Our Lady of Good Counsel High School’s Stefon Colbert, a starting safety on the football team, was pulled aside by assistant coach one day during his sophomore year. The coach said Auburn University, the defending national champions, had offered Colbert a scholarship.
Immediately, Colbert smiled. Nearly as soon after, his teammates began teasing him.
“You got offered, and you think you’re big time now?” they joked, but he didn’t mind. His football prospects were rising meteorically.
“It was exciting,” Colbert said. “It was really exciting.”
Colbert added offers from Virginia Tech and North Carolina State, and ESPN still ranks him the No. 26 2013 recruit in the state of Maryland
But Colbert didn’t play football this fall, and he doesn’t plan to play football ever again due to an injury.
Colbert wrote a poem for an assignment in elementary school, and when it was selected to be displayed in the media center, he was hooked.
“It was easy for me to fit words on a piece of paper that rhymed and felt good,” Colbert said. “It ended up being a release for myself.”
He’s even self-published three books of poetry on LuLu.com. Since his injury, he’s spent more time on his poetry, including his second book, “Overcoming the Struggle.” That book includes the piece excerpted in this article.
Its tile: “Strength in Patience.”
“Night falls darkening the halls
making it nearly impossible to see
the figure who calls me.”
Colbert was diagnosed with a herniated disc during the fall of his junior year. He still doesn’t know what caused it, though he suspects improper technique while lifting weights.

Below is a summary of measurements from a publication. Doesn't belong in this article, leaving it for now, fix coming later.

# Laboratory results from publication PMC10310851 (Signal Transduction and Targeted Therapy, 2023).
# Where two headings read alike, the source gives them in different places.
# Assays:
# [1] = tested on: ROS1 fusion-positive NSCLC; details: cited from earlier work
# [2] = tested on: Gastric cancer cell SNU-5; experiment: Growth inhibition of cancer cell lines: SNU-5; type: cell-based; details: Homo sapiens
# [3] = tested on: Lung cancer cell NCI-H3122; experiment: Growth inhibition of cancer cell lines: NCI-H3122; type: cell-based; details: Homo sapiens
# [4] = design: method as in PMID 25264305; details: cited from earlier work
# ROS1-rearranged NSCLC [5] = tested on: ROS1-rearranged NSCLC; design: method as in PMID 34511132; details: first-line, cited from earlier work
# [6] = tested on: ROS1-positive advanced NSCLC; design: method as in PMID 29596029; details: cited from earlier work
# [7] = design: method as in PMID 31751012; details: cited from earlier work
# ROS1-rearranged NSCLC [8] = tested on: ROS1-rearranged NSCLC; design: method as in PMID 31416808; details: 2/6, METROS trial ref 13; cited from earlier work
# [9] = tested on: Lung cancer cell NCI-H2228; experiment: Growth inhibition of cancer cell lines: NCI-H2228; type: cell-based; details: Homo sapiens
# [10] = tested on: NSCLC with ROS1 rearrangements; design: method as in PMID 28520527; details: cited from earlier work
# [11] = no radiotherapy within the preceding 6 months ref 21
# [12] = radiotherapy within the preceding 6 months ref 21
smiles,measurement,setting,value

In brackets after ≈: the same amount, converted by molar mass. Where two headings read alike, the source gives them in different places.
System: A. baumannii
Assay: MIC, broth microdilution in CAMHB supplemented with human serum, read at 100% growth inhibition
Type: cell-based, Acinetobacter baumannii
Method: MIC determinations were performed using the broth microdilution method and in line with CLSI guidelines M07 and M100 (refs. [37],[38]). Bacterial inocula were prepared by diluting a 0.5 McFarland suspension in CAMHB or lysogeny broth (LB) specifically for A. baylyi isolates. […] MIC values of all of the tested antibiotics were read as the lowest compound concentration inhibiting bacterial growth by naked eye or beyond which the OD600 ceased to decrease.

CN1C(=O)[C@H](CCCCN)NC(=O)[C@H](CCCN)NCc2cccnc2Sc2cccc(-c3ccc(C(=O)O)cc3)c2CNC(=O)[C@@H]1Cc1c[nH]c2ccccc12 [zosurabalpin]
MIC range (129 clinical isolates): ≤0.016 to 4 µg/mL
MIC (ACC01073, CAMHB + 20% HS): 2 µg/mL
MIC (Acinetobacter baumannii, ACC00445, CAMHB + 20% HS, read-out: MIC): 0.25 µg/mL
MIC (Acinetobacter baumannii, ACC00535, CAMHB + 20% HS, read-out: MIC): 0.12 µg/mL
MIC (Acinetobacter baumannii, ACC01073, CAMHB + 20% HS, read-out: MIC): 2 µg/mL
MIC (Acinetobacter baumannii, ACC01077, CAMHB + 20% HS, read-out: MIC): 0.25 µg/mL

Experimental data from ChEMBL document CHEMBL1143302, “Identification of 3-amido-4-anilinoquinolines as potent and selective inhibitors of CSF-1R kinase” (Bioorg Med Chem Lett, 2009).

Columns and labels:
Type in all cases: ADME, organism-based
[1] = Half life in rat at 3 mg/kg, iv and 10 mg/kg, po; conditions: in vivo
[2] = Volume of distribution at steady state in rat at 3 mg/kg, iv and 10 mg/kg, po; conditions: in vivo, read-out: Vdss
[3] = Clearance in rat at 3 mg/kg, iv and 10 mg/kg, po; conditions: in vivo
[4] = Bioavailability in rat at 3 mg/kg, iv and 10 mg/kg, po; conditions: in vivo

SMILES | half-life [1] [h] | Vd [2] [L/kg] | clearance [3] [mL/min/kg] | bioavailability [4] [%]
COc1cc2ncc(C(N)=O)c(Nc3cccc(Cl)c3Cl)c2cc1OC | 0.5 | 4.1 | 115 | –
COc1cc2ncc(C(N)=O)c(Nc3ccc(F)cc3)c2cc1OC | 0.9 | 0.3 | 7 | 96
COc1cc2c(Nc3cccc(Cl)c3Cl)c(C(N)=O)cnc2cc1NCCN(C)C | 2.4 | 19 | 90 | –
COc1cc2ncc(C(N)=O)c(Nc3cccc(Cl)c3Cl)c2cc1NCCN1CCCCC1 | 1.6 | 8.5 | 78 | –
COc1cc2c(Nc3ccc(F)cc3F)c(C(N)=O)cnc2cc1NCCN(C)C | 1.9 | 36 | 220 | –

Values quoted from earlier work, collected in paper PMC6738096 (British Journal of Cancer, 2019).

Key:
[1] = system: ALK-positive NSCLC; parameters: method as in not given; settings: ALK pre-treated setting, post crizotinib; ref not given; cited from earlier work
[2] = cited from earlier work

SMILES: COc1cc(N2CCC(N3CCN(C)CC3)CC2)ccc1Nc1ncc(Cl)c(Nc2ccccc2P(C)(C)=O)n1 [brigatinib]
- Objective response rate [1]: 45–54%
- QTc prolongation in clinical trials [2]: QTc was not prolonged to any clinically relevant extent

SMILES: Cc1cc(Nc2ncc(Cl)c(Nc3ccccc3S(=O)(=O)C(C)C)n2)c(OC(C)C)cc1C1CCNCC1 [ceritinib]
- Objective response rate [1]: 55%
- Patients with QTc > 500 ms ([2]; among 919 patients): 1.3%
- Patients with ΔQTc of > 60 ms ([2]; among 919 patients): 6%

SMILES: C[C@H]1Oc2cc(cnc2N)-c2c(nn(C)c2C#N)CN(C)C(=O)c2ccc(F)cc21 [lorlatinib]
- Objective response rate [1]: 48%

Immediately, it became clear his football career had ended.
“I understood it,” Colbert said. “But it was a little bit of a shocker.”
“I squint and focus
Looking for some signal,
But no sign shows
The identity of the figure standing tall.”
Colbert seems to have handled the setback better than could be expected. But the hardest part about moving on was calling the college coaches who’d offered him scholarships.
“One, because my phone skills are not that great,” Colbert said. “And two, because I didn’t really feel comfortable telling people that had these high hopes for me that I wasn’t going to be able to meet that.”
“Now between you and me
I was scared as can be
looking for an escape out this dismal place.”
One reason Colbert moved on so well was he simply decided he’d devote his energy into track, a sport in which he’d earned All-Gazette honors as a sophomore.
Colbert returned to running last spring, but his back injury slowed him.
“Personally, I think I was fine,” Colbert said. “But, actually ... looking at it from the object[ive] point of view, I kind of rushed back.”
The injury still affects Colbert at times now, but he’s working past it and impressing his new coach just as he impressed Good Counsel football coach Bob Milloy.
“He’s an extremely, polite, respectful young man,” Good Counsel track coach Ron McGaw said. “He’s very interested in track and field. He wants to do well. He wants to find out what he can do to himself better in the sport.”
Recently, Colbert asked McGaw about joining the track team at East Carolina University, one of two schools that have accepted Colbert. (Towson University, which doesn’t sponsor a men’s track team, is the other.)
Now, Colbert can put his phone practice to good use, because rather than college teams pursuing him, he must convince college coaches he deserves a spot on the squad.
Colbert, many times, dwells on the past — his on-field decisions when he was playing football, his strategies during races, his decision to attend private school rather than the public school in Columbia, where lives — but the injury has been different.
“This situation, for some reason, was a lot easier to just reconcile with,” Colbert said. “I guess because of the fact that there’s not really anything that I can do now to change it, and I’m very aware of that.”
“Stuck in place, I calmly wait.
It was then I could see
The shadow falling to its knee
was my doubt and fear
falling victim to my prosperity”